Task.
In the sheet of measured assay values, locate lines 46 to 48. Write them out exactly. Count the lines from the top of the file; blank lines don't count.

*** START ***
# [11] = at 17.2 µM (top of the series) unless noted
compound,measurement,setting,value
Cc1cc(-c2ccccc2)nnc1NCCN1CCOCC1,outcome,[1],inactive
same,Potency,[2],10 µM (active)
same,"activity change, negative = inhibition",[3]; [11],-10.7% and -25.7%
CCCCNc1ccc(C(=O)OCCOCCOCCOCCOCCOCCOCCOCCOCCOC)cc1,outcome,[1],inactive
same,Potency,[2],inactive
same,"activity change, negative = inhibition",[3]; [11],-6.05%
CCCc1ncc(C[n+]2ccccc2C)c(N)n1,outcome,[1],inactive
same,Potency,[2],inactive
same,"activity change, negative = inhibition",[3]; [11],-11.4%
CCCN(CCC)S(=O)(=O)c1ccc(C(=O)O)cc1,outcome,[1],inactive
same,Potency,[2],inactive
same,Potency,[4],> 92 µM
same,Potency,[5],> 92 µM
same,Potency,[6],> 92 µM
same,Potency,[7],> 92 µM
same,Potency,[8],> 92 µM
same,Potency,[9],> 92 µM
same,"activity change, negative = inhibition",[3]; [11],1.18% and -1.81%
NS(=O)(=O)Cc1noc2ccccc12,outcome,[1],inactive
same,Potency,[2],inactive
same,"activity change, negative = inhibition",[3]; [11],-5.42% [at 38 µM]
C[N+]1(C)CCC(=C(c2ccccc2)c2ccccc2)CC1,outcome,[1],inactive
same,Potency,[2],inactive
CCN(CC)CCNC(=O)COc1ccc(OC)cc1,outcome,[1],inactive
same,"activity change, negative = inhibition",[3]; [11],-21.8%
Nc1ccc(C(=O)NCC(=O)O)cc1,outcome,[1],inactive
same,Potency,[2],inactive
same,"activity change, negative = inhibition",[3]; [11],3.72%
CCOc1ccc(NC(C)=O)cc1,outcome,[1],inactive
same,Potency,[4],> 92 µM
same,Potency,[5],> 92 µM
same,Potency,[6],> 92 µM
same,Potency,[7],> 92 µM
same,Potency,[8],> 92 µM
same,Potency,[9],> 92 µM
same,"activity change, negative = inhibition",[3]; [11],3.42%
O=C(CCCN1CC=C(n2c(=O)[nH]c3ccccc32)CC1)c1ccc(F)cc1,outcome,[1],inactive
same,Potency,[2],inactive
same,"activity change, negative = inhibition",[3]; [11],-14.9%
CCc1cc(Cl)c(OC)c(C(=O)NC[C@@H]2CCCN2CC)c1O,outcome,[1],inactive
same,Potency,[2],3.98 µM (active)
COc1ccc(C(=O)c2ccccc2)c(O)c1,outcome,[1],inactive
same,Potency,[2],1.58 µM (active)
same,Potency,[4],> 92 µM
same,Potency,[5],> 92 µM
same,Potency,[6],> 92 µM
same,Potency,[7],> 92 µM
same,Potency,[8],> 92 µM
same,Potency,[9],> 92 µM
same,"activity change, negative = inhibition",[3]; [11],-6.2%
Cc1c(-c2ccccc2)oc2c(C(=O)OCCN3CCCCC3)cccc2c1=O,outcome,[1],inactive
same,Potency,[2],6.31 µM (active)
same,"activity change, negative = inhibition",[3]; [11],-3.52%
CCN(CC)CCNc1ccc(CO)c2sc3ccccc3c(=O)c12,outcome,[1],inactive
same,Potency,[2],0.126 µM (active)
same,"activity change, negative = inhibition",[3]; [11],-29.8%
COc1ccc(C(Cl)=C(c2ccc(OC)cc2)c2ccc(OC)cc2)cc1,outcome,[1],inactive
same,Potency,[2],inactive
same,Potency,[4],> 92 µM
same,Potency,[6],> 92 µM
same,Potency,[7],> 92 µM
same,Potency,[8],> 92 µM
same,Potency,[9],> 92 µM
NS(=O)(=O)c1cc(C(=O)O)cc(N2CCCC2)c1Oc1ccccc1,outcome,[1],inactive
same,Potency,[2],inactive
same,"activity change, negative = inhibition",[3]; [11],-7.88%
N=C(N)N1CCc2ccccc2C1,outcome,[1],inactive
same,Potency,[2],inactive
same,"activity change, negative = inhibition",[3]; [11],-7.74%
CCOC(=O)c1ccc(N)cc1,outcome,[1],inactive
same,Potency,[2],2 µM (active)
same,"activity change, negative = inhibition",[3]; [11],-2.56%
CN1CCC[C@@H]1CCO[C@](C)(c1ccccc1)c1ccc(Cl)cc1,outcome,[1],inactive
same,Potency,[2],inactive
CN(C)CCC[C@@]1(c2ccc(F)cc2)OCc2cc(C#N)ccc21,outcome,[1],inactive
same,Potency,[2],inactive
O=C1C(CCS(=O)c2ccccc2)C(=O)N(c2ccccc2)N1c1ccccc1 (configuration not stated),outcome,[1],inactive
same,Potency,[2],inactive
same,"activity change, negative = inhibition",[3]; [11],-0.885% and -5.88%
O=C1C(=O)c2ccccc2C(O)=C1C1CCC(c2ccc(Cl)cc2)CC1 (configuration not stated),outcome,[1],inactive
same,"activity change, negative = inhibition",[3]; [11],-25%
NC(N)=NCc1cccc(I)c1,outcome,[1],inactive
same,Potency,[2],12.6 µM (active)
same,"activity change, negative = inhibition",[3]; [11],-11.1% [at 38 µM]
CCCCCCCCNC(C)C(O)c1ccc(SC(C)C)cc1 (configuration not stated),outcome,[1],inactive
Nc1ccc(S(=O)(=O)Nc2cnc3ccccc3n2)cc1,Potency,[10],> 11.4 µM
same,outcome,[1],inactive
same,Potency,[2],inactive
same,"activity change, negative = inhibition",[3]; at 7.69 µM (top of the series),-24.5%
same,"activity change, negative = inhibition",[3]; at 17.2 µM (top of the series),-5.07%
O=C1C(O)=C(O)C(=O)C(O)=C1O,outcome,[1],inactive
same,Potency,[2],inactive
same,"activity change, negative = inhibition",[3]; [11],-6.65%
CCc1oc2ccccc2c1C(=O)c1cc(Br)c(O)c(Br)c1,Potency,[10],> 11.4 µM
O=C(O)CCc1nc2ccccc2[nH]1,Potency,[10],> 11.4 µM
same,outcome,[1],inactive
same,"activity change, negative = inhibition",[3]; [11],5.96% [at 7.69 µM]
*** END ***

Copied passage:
same,Potency,[4],> 92 µM
same,Potency,[5],> 92 µM
same,Potency,[6],> 92 µM